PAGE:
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  • Author or Editor: Nikolay Tsyrempilov x
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Buriat Buddhists in Imperial Russia
The book systematically explores the history of the Buddhist community in the Russian Empire. It offers an advanced overview of the relations that existed between the Buriat Buddhists and the Russian imperial authorities.
Various institutions and actors represented Russian power: foreign and interior ministries, the Irkutsk general-governorship, the Orthodox Christian mission of East Siberia, local journalists and academic scholars. The book is focussing especially on the evolution of imperial legislation and specific administrative mechanisms aiming at the regulation of Buddhist affairs. The author demonstrates how these actors responded to conflicting situations and collisions of interests. Thus the history of relations between Russia and her Buddhist subjects is shown as a complex process with participation of a number of actors with their own interests and motivations.
In: Under the Shadow of White Tara
In: Under the Shadow of White Tara
In: Under the Shadow of White Tara
In: Under the Shadow of White Tara
In: Under the Shadow of White Tara
In: Under the Shadow of White Tara

This article analyses the Russian policy towards foreign Buddhist clergy who penetrated into the Russian Empire from Mongolia and Tibet between the eighteenth and early twentieth centuries. Drawing on archive materials, the origins of this policy are identified. The attitude of the official Buddhist administration of East Siberia led by Khambo Lama to the so- called alien lamas is discussed.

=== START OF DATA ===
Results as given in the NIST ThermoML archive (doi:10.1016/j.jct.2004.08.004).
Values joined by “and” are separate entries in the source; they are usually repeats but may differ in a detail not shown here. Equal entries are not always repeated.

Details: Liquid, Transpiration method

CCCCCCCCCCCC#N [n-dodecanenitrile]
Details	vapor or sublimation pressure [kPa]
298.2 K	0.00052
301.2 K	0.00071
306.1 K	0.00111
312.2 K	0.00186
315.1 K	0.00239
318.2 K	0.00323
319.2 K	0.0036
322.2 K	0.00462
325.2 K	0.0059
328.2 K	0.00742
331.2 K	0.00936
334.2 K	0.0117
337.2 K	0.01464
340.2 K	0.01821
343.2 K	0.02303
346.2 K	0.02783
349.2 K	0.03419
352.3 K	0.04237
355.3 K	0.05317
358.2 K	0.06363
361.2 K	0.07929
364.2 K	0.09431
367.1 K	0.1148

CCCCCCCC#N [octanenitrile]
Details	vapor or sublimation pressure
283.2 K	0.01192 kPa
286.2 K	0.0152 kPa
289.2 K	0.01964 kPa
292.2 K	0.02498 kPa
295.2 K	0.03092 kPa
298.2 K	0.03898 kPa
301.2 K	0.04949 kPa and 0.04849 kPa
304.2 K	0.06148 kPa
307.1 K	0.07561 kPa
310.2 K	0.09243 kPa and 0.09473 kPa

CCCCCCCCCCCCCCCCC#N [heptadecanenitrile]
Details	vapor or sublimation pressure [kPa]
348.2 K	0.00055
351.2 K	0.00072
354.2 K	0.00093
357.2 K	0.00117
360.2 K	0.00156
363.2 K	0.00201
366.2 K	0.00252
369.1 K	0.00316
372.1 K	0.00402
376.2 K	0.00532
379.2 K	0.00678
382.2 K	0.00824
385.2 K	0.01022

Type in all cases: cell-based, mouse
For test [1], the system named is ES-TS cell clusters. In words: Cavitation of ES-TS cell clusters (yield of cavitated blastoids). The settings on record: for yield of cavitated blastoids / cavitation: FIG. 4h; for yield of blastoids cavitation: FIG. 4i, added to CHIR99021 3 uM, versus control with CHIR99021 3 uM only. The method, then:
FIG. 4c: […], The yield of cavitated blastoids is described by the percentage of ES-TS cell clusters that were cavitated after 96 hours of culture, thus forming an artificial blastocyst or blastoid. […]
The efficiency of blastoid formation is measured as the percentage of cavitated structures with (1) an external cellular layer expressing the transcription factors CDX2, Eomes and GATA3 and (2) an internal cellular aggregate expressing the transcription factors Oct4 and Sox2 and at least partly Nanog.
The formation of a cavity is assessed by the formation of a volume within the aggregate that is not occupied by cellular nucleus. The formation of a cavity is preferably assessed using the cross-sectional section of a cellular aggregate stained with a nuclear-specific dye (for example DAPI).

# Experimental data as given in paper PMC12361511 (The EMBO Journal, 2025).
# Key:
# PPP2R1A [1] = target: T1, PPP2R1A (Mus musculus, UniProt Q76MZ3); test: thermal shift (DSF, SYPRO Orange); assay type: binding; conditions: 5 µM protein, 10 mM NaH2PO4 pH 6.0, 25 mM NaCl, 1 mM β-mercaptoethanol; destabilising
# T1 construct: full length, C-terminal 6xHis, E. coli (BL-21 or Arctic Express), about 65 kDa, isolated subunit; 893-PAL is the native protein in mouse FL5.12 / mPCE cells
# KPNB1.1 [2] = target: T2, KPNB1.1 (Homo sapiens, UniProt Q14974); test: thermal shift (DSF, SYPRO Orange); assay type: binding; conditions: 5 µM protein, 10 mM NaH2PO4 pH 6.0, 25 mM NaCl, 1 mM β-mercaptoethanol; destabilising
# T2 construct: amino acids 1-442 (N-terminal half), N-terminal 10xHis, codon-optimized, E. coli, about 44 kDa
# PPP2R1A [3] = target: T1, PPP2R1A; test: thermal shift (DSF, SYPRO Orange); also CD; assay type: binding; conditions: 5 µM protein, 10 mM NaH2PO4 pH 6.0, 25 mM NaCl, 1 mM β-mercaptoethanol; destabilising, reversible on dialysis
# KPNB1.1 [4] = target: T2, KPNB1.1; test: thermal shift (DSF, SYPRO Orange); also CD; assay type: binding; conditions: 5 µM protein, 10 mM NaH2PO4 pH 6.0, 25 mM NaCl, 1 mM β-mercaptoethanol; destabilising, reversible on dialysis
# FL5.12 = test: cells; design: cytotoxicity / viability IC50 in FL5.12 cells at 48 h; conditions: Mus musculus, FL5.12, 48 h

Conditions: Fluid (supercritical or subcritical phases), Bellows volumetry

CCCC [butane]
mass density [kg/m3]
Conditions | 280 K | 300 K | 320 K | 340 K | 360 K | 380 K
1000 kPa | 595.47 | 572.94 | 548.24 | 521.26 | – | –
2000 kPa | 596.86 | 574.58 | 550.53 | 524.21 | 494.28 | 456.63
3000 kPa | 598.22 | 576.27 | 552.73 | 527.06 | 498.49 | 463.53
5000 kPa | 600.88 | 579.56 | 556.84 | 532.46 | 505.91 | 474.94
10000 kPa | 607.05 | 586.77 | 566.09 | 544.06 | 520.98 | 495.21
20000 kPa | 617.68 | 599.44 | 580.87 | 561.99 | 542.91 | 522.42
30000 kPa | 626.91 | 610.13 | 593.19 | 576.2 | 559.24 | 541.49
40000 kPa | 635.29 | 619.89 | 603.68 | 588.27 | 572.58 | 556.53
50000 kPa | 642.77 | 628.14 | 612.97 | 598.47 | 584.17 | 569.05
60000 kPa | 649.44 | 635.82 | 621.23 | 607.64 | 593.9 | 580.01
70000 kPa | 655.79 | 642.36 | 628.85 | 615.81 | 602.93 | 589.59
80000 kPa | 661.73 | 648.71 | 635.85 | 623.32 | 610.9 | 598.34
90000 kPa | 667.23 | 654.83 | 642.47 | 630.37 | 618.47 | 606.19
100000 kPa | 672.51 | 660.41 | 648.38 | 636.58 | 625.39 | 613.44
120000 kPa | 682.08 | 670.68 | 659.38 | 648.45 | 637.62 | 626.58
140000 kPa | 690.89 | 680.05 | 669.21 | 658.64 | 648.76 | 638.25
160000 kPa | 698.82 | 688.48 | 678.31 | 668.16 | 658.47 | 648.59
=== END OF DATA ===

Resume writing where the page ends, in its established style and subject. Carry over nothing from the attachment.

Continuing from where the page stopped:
In: Inner Asia

Tibetan Buddhism, in the eyes of Orthodox Christian polemicists, was always seen as a harmful paganism, and fighting against this ‘superstition’ was a high priority. Based on analysis of nineteenth-century Russian Orthodox missionary articles, this paper examines the stereotyped portrayal of Tibetan Buddhism as a civilisational opponent to Christianity, and the ways Russian scholars, ethnographers, philosophers, and officials either supported or challenged this view. In this paper, I argue that, in Russia, the Orientalist paradigm is common to a greater degree among Christian clergy than in academic circles due to the status of a dominating religion the Orthodoxу enjoyed in Russia. The Russian missionaries’ support of imperial power was the essential factor. The clerics viewed themselves as carriers not only of Christian values, but also of the idea of Russian statehood and European civilisation in general. Russian Christian intellectuals repeatedly attempted to comprehend Buddhism rationally, but these attempts were highly formalistic. For them, academic study was never an end in itself, but, I argue, a convenient tool to achieve ideological domination and establish moral authority. However, their intellectual and psychological inability to view other religions as different, rather than false, was, and still is, an obstacle to mutual understanding and respect between Christianity and Buddhism in today’s Russia.

In: Inner Asia